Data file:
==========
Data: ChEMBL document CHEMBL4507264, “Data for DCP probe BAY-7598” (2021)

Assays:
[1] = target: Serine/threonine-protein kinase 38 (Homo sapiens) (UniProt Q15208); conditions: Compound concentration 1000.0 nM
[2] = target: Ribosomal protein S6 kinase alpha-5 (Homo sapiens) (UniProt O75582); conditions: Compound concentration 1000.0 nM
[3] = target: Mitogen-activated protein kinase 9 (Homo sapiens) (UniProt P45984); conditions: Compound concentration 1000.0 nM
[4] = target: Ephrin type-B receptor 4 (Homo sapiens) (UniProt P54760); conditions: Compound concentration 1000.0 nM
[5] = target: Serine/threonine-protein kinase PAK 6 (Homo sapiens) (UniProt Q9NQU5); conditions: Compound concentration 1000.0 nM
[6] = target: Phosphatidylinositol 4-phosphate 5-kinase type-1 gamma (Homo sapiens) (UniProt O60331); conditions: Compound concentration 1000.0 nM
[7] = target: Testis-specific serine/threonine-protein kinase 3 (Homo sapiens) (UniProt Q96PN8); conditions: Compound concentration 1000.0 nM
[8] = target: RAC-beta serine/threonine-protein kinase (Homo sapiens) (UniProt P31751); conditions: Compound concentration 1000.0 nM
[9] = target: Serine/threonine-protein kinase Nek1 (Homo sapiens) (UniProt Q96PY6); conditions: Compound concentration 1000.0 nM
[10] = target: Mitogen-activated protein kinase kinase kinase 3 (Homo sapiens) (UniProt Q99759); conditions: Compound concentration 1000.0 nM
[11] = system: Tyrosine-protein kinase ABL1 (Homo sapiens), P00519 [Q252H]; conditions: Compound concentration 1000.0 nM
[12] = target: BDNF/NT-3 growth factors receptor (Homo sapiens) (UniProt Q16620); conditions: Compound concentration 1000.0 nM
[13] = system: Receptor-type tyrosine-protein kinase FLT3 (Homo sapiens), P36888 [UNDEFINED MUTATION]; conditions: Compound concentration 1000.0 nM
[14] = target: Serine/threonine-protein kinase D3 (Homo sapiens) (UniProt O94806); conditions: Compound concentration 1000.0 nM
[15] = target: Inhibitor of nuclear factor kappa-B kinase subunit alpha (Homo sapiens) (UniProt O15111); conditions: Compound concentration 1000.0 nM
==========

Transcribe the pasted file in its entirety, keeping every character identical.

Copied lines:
Data: ChEMBL document CHEMBL4507264, “Data for DCP probe BAY-7598” (2021)

Assays:
[1] = target: Serine/threonine-protein kinase 38 (Homo sapiens) (UniProt Q15208); conditions: Compound concentration 1000.0 nM
[2] = target: Ribosomal protein S6 kinase alpha-5 (Homo sapiens) (UniProt O75582); conditions: Compound concentration 1000.0 nM
[3] = target: Mitogen-activated protein kinase 9 (Homo sapiens) (UniProt P45984); conditions: Compound concentration 1000.0 nM
[4] = target: Ephrin type-B receptor 4 (Homo sapiens) (UniProt P54760); conditions: Compound concentration 1000.0 nM
[5] = target: Serine/threonine-protein kinase PAK 6 (Homo sapiens) (UniProt Q9NQU5); conditions: Compound concentration 1000.0 nM
[6] = target: Phosphatidylinositol 4-phosphate 5-kinase type-1 gamma (Homo sapiens) (UniProt O60331); conditions: Compound concentration 1000.0 nM
[7] = target: Testis-specific serine/threonine-protein kinase 3 (Homo sapiens) (UniProt Q96PN8); conditions: Compound concentration 1000.0 nM
[8] = target: RAC-beta serine/threonine-protein kinase (Homo sapiens) (UniProt P31751); conditions: Compound concentration 1000.0 nM
[9] = target: Serine/threonine-protein kinase Nek1 (Homo sapiens) (UniProt Q96PY6); conditions: Compound concentration 1000.0 nM
[10] = target: Mitogen-activated protein kinase kinase kinase 3 (Homo sapiens) (UniProt Q99759); conditions: Compound concentration 1000.0 nM
[11] = system: Tyrosine-protein kinase ABL1 (Homo sapiens), P00519 [Q252H]; conditions: Compound concentration 1000.0 nM
[12] = target: BDNF/NT-3 growth factors receptor (Homo sapiens) (UniProt Q16620); conditions: Compound concentration 1000.0 nM
[13] = system: Receptor-type tyrosine-protein kinase FLT3 (Homo sapiens), P36888 [UNDEFINED MUTATION]; conditions: Compound concentration 1000.0 nM
[14] = target: Serine/threonine-protein kinase D3 (Homo sapiens) (UniProt O94806); conditions: Compound concentration 1000.0 nM
[15] = target: Inhibitor of nuclear factor kappa-B kinase subunit alpha (Homo sapiens) (UniProt O15111); conditions: Compound concentration 1000.0 nM